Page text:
And the plot itself felt super-contrived. This may be colored by recent events (the most recent school shooting of which I am aware was in Florida in February), but the plot didn't seem intense, and the story didn't keep me turning pages like I thought it should.

All that being said, this would be a good book to spark discussions among teens, and I'm sure many teens would not guess the ending as quickly as I did, so they may be wondering throughout the book and changing their guess of who set the bombs, etc. I won't be purchasing this for my library or book talking it, but it could be popular with teens in another location.

Recommended for: teens
Red Flags: language, suicidal ideation, some graphic descriptions of injuries
Overall Rating: 2/5 stars

I received a complimentary copy of this book through NetGalley for the purposes of review.

12 March 2018

Speak: The Graphic Novel


Anderson, Laurie Halse and Emily Carroll. Speak: The Graphic Novel. Farrar Straus Giroux, 2018.

Melinda begins her freshman year a very different person from the one who just finished eighth grade; over the summer she was raped at a party and called the cops. Her classmates don't know about the rape, but they do know about the cops breaking up the party. Melinda is an outcast at the school. She finds herself unmoored without her former friends and is further traumatized by her rapist, who also attends her school. Throughout the school year, Melinda slowly finds her voice and begins to heal.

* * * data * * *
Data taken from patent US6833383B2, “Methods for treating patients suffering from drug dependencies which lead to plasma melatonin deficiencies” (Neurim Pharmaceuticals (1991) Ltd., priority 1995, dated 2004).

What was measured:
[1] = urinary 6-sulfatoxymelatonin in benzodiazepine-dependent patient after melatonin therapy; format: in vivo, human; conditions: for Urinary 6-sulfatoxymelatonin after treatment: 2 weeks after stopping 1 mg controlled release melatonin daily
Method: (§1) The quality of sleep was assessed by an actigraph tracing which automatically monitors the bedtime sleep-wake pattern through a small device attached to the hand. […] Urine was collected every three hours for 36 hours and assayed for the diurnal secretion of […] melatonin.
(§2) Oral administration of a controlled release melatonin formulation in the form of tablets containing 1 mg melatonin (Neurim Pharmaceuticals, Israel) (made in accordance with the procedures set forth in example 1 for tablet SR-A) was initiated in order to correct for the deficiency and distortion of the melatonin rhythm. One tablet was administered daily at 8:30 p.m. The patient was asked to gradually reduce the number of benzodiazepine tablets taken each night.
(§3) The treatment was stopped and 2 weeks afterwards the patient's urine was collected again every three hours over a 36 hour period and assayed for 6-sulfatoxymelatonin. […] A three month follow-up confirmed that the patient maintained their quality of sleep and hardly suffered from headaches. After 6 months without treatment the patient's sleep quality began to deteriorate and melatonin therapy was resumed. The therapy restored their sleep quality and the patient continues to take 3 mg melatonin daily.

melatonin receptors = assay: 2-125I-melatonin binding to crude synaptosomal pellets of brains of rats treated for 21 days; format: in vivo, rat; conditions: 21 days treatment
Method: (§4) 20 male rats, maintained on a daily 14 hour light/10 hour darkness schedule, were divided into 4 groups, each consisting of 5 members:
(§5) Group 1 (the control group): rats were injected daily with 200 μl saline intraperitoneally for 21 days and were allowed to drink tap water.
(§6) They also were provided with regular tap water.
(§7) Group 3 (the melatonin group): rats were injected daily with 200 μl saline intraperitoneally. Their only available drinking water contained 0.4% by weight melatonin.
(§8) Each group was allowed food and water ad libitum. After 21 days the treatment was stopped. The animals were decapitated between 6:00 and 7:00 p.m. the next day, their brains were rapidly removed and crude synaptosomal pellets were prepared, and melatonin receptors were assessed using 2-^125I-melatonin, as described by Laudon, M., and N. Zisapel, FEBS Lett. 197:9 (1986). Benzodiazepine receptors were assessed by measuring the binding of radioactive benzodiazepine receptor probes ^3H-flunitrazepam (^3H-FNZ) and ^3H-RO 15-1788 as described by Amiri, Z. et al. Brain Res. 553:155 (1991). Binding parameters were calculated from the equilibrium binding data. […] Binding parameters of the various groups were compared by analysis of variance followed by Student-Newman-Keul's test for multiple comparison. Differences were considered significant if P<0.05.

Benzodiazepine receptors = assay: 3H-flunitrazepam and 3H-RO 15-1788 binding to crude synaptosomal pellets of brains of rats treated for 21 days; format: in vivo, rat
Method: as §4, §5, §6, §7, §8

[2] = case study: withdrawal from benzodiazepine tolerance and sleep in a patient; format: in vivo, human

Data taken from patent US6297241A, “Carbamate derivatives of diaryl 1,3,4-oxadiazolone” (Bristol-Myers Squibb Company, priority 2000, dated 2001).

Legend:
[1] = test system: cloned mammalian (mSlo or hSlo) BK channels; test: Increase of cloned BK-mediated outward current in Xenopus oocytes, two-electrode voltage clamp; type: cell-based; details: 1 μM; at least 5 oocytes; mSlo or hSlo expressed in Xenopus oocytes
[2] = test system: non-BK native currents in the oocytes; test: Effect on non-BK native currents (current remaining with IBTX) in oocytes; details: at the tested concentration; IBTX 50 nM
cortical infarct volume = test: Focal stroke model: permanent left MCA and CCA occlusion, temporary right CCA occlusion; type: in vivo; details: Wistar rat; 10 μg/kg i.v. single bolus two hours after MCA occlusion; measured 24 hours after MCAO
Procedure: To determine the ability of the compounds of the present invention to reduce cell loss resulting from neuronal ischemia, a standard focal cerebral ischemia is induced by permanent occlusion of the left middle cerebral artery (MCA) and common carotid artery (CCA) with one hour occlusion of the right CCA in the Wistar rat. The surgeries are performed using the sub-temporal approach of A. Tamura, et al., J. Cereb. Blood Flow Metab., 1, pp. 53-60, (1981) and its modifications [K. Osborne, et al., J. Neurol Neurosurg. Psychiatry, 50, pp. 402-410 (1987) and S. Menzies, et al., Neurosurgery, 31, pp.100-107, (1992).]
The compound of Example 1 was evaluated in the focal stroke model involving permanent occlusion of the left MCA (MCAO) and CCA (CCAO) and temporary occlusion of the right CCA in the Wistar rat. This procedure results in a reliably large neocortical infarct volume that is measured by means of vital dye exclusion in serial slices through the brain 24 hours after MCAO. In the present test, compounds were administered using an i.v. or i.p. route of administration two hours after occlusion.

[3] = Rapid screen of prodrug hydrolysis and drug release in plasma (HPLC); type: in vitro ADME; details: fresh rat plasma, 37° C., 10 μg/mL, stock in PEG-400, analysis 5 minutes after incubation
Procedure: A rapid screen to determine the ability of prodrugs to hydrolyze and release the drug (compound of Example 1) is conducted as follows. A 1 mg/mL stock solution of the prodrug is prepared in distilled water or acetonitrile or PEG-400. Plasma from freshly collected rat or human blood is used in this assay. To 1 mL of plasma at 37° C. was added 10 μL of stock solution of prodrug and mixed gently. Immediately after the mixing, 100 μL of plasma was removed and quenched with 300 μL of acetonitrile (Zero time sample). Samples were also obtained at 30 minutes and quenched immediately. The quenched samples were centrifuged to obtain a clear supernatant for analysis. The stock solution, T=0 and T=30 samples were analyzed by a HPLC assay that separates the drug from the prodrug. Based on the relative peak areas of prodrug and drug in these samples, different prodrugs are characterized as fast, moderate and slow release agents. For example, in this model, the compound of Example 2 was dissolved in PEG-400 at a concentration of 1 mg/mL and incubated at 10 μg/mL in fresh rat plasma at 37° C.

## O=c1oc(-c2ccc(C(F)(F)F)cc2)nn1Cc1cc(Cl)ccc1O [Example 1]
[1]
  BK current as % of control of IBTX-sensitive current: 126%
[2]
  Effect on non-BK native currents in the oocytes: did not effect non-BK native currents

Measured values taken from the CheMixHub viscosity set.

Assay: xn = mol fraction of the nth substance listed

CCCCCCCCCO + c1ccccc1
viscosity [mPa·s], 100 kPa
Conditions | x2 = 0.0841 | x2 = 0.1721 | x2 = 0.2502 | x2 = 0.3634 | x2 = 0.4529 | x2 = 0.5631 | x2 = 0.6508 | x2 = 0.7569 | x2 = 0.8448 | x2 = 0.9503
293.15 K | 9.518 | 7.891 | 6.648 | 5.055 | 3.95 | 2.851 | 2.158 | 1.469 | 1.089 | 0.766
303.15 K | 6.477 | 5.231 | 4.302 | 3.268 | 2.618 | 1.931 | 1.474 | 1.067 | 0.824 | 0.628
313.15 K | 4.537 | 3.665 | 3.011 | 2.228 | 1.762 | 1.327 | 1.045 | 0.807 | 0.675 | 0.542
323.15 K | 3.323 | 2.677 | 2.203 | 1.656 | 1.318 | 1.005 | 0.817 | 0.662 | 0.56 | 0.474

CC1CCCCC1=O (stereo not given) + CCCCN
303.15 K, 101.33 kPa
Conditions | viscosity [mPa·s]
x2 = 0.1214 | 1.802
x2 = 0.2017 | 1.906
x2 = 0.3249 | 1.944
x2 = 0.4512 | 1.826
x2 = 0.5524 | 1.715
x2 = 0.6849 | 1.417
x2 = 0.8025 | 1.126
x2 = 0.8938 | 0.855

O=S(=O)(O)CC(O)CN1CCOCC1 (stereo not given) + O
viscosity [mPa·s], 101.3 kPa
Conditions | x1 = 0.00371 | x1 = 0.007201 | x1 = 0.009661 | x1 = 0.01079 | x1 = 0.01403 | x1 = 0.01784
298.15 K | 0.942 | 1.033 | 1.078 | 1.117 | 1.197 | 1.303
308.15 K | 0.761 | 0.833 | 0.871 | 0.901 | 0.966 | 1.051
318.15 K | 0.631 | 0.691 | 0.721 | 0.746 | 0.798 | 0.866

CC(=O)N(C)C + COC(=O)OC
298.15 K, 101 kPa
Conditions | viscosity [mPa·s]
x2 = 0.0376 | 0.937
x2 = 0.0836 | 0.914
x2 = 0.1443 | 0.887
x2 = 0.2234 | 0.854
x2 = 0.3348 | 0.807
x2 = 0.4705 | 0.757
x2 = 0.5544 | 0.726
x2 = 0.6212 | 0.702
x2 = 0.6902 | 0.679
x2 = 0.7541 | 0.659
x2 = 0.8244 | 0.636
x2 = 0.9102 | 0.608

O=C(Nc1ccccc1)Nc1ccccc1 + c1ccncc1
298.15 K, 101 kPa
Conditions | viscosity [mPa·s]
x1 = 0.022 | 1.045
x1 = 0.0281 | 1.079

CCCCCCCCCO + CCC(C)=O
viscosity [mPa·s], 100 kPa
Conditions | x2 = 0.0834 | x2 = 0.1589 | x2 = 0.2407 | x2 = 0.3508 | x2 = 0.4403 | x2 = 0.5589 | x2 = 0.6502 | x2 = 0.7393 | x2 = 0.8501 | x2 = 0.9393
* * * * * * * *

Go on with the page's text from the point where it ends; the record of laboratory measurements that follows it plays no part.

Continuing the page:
The novel version of Speak is one of those rare timeless teen books which belongs on every library's shelf. This book is an amazing adaptation of that story. Parts of the book have been updated (references to Instagram, etc.), while the original message of the story is still present. The black and white drawings are appropriate for the serious topic, and the novel manages to portray the ridiculousness of some aspects of high school (such as the constant changing of the school's mascot and the lack of supplies for the art class) while also demonstrating the very real impact the social aspects of school have on a teenager's ability to thrive and learn. Melinda is shown as a very real, developed character who has hidden inside herself; throughout the story we get to watch her unfold and learn to speak again.

I have recommended before that everyone read Speak; I say the same of this graphic novel adaptation.

Recommended for: teens
Red Flags: underage drinking, rape, bullying
Overall Rating: 5/5 stars

09 March 2018

Reading Challenges